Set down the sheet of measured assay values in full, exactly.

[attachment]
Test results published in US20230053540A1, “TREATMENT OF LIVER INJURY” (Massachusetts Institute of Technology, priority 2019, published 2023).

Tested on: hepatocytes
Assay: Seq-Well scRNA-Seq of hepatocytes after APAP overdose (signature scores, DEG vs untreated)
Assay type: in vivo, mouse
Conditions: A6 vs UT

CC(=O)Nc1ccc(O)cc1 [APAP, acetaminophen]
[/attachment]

Test results published in US20230053540A1, “TREATMENT OF LIVER INJURY” (Massachusetts Institute of Technology, priority 2019, published 2023).

Tested on: hepatocytes
Assay: Seq-Well scRNA-Seq of hepatocytes after APAP overdose (signature scores, DEG vs untreated)
Assay type: in vivo, mouse
Conditions: A6 vs UT

CC(=O)Nc1ccc(O)cc1 [APAP, acetaminophen]